Intensity and Attachment: How the Chaotic Enrollment Patterns of Community College Students Affect Educational Outcomes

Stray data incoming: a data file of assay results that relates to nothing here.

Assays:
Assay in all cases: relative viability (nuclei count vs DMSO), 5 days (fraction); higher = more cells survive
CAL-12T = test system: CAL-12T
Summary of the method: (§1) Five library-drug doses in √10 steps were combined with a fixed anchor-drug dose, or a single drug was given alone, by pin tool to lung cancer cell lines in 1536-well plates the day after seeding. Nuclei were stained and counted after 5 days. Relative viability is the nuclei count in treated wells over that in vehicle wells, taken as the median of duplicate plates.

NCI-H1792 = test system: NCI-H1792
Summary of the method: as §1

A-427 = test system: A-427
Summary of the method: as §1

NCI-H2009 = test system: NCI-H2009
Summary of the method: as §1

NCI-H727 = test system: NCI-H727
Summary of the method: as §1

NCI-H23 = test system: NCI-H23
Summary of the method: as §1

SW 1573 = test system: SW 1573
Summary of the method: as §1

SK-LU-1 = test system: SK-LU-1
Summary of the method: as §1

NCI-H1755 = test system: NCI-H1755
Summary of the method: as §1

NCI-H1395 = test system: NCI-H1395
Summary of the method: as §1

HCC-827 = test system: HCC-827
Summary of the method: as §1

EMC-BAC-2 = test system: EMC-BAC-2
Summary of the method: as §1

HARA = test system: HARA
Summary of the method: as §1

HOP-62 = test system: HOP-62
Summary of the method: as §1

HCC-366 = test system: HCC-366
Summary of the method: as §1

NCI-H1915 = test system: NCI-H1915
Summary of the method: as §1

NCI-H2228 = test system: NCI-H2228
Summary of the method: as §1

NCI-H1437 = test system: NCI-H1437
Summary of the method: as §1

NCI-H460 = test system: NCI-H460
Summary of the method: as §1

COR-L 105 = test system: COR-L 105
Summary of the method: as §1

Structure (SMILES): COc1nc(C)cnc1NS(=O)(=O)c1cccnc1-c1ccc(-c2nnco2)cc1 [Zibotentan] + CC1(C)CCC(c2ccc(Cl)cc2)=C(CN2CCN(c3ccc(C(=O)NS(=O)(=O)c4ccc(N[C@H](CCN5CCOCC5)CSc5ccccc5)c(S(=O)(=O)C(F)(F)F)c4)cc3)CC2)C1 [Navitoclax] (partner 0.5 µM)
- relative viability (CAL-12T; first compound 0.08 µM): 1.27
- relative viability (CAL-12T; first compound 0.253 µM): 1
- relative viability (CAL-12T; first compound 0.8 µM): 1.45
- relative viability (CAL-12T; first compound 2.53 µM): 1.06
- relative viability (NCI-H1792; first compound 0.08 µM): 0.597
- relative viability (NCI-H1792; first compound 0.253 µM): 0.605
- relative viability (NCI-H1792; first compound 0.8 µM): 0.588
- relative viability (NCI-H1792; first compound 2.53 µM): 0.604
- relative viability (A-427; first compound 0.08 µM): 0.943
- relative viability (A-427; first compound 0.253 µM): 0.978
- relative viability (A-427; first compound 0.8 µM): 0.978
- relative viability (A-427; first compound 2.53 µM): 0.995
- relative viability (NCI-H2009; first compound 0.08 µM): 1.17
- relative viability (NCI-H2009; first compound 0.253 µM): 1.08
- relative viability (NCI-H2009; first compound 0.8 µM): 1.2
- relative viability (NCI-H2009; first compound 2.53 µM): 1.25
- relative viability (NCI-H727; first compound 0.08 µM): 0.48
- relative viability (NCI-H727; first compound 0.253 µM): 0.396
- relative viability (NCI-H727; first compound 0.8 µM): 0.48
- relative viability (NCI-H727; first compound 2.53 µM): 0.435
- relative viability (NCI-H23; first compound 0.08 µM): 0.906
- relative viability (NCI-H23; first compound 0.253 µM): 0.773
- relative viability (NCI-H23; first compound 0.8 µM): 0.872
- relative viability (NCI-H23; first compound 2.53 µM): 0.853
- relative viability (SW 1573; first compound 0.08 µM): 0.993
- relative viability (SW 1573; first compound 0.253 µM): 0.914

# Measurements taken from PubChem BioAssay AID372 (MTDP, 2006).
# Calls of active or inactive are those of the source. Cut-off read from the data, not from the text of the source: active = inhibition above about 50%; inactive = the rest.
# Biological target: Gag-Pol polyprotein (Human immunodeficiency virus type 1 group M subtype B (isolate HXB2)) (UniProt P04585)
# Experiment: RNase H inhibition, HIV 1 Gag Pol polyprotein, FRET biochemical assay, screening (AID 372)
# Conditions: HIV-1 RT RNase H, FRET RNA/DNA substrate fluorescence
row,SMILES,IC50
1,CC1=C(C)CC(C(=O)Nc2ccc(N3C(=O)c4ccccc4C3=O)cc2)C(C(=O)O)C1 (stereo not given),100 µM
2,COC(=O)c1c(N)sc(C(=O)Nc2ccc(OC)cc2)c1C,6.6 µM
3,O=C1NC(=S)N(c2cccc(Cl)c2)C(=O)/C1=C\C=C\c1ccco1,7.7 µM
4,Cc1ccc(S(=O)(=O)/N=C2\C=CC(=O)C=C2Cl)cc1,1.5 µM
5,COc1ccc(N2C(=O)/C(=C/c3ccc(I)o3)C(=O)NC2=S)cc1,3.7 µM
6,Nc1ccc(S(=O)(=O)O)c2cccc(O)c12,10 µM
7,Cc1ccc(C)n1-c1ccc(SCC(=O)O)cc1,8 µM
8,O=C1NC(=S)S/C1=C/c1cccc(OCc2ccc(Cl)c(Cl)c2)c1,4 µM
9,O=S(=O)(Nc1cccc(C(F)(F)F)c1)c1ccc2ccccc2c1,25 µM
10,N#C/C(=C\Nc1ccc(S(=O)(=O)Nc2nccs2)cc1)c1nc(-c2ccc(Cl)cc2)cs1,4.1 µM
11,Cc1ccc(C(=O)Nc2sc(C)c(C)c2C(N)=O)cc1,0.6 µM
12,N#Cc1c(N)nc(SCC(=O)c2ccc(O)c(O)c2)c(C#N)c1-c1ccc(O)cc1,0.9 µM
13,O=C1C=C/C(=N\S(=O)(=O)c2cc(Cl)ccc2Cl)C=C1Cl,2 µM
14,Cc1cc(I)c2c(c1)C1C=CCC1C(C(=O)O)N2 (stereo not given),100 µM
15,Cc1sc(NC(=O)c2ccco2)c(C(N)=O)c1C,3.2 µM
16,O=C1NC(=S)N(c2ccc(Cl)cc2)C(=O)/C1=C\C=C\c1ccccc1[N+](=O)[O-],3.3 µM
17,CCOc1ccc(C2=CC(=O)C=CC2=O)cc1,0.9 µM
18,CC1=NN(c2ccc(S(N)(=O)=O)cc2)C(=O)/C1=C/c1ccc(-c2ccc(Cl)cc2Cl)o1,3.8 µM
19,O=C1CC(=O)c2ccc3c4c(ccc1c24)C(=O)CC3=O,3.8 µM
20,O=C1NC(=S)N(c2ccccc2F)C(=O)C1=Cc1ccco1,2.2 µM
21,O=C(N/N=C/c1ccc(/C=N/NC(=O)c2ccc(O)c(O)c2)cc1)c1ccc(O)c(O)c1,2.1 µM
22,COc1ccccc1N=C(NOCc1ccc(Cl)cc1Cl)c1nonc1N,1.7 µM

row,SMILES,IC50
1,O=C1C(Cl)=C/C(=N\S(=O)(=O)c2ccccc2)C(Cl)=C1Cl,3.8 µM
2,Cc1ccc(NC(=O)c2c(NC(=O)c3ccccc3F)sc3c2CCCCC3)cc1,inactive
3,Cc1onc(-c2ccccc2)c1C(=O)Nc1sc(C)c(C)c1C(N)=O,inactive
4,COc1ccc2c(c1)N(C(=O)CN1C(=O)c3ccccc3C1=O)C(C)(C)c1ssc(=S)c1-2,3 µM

This study examines the relationship between community college enrollment patterns and two successful student outcomes—credential completion and transfer to a four-year institution. It also introduces a new way of visualizing the various attendance patterns of community college students. Patterns of enrollment intensity (full-time or part-time status) and continuity (enrolling in consecutive terms or skipping one or more terms) are graphed and then clustered according to their salient features. Using data on cohorts of first-time community college students at five colleges in a single state, the study finds that, over an 18-semester period, ten patterns of attendance account for nearly half the students, with the two most common patterns characterized by enrolling in one semester full-time or one semester part-time. Among the remaining students who persisted, there is astounding variation in their patterns of enrollment. Clustering these patterns reveals two relationships: the first is a positive association between enrollment continuity and earning a community college credential, and the second is a positive association between enrollment intensity and likelihood of transfer.
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